How to thrive in one of the world’s most stable countries
The Swiss Confederation offers political, economic and financial stability combined with a high standard of living and the world’s second-highest gross domestic product (GDP) per capita. The Swiss economy relies on a highly developed service sector led by world-leading financial services groups. As a global leader in wealth management, its financial sector generates about 10% of GDP.
Understand the Federal structure and its tax implications
Switzerland is a democratic federal republic in which three political levels share power: the Confederation, 26 cantons and 2,172 communes.
The Federal government is responsible for foreign and security policy, customs, the monetary system, national legislation and defence. Cantons oversee education and healthcare, cultural affairs and police matters, and their own tax systems. Communes oversee local planning, running schools, social welfare and fire services.
There are different levies for corporate tax and income tax, which are charged separately. Some cantons offer tax incentives for new companies, so choosing the right location is important when setting up a business in Switzerland.
Embrace the trade opportunities in Switzerland
Although Switzerland is not a member, it has bilateral trade agreements with the European Union (EU). The EU is Switzerland’s main trading partner, contributing to 78% of Swiss imports, while 43% of exports are destined for EU countries. Most Swiss firms are small and medium-sized enterprises (SMEs) with fewer than 250 employees.
Although Switzerland belongs to the EU’s Schengen Area, it is not in the European Customs Union and European internal market. Switzerland levies taxes and duties on tobacco, alcohol, cars, mineral oil and fossil fuels.
Choose the right structure when setting up a business in Switzerland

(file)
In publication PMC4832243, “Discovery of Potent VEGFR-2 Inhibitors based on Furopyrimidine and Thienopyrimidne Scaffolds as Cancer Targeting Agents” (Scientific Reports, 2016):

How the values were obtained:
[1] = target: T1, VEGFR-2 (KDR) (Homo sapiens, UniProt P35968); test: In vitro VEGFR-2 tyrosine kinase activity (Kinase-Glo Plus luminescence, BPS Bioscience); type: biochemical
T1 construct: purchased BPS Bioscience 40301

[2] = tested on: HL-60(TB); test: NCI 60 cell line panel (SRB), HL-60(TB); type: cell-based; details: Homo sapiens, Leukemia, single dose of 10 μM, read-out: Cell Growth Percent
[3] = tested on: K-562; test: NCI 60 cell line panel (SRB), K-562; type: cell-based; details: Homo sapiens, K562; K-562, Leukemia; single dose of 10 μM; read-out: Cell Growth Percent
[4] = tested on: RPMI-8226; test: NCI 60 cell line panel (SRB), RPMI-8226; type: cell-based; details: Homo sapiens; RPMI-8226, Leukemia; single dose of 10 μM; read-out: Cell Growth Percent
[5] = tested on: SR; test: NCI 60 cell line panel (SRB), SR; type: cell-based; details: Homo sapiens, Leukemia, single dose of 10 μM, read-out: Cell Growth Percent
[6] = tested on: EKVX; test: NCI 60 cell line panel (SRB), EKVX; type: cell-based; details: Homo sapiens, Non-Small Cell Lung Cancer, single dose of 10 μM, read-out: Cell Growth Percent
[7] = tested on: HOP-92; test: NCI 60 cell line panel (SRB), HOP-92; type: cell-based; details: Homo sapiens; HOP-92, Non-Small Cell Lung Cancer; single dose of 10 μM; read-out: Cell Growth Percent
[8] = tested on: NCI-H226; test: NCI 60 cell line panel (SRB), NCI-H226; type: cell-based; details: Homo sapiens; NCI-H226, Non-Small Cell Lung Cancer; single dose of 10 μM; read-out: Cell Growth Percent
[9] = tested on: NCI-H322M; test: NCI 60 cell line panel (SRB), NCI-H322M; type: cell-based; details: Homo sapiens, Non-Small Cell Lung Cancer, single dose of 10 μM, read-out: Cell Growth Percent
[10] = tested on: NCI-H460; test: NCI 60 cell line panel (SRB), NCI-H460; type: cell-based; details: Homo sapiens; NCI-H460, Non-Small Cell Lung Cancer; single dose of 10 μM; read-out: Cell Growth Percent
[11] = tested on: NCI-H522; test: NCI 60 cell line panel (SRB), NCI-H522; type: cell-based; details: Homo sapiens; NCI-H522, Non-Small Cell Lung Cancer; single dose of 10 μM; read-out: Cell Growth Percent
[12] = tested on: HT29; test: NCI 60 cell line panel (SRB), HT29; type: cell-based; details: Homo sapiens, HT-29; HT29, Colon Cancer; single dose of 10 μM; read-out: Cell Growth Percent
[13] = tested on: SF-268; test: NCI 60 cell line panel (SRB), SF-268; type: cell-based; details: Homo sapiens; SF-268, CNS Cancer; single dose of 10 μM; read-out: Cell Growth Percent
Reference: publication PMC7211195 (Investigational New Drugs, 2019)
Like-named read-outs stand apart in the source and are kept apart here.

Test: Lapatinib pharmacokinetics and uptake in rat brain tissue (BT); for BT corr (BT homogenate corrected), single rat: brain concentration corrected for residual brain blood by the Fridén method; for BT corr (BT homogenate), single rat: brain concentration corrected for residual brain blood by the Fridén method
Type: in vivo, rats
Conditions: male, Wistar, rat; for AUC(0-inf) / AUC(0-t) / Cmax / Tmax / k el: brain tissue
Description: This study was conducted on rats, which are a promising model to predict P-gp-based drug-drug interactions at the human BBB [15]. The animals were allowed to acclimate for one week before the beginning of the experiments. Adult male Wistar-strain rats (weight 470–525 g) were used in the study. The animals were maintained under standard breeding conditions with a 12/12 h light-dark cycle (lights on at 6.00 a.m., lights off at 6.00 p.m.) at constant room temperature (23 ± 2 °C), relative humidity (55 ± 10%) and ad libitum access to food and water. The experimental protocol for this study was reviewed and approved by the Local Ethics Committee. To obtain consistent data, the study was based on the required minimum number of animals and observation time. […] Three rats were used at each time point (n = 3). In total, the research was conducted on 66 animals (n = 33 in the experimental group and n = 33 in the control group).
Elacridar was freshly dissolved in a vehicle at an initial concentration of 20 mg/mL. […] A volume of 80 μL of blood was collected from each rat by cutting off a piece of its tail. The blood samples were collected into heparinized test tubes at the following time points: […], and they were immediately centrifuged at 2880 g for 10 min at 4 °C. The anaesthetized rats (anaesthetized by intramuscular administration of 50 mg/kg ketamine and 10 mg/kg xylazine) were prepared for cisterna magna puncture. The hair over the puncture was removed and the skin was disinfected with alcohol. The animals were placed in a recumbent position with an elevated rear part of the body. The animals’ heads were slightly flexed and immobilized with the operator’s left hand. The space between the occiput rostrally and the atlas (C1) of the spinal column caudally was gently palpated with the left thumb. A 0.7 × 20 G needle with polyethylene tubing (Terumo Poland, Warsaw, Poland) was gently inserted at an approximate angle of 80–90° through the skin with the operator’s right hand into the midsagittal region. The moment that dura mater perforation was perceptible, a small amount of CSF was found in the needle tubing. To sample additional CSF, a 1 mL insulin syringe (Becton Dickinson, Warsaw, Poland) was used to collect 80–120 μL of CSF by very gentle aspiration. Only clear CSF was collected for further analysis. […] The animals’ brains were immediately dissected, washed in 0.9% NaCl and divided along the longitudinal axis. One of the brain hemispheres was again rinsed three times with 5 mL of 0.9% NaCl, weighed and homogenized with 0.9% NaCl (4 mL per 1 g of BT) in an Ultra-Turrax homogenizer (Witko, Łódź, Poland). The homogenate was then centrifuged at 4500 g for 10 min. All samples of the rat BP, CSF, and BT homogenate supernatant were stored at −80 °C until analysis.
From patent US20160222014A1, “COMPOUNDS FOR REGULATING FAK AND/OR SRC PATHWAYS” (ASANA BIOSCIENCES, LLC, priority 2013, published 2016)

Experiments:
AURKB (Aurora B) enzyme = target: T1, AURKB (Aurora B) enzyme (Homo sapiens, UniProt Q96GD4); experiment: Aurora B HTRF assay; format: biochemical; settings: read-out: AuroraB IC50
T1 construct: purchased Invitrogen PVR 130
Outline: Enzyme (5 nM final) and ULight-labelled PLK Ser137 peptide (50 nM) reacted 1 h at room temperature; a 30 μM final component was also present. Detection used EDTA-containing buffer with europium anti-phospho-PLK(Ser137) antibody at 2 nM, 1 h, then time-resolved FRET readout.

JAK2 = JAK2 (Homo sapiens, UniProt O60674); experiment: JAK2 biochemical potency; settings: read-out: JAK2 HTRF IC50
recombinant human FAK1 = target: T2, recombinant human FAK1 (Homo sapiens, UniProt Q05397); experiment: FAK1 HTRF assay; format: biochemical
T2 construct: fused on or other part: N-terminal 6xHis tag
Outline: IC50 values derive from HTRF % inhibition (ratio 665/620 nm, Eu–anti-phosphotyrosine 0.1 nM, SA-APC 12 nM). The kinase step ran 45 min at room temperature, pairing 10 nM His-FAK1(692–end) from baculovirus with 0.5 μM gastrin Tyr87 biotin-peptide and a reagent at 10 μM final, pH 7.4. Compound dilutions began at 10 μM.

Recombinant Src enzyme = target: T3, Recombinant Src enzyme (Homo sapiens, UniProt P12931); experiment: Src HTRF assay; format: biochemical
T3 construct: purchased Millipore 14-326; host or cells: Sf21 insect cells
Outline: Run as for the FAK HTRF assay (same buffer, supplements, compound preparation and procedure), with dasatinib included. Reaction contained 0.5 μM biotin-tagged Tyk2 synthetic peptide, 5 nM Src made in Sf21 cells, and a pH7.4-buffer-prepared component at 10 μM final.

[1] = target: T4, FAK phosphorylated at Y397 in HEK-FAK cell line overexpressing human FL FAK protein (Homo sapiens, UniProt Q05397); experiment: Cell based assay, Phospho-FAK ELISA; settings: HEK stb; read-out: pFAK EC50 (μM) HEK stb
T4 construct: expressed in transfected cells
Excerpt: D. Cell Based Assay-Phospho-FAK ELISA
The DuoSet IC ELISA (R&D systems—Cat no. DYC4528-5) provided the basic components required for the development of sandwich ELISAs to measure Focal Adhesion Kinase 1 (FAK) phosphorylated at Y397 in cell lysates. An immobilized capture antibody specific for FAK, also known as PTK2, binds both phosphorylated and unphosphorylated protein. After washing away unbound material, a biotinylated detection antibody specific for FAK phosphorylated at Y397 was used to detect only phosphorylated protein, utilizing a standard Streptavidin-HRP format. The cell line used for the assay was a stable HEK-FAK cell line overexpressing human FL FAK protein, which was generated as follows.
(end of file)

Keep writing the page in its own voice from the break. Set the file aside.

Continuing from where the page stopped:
Foreign companies can set up in Switzerland either through subsidiaries (in the form of a limited company or limited liability company) and branch offices.
Foreign investors have a number of options:
General partnership: Set up by two or more individuals who assume unlimited joint liability and are not required to provide start-up capital.
Limited liability company: A combination of a limited company and a joint partnership that operates as a private capital company set up by one or more persons or trading companies. It must be represented by at least one person – the manager or director – who is a Swiss resident with a valid work permit, if not a Swiss national.
Limited company: The preferred legal structure for companies with significant capital requirements and suitable for small and large enterprises. Often chosen by foreign companies as the legal form for Swiss subsidiaries. Known as Société Anonyme (SA) in French and Aktiengesellschaft (AG) in German, it is the most common capital company structure in Switzerland.
Branch office: Foreign companies can set up a branch office. Although it remains part of the parent company, it can sign contracts on its own behalf, perform transactions and appear in court.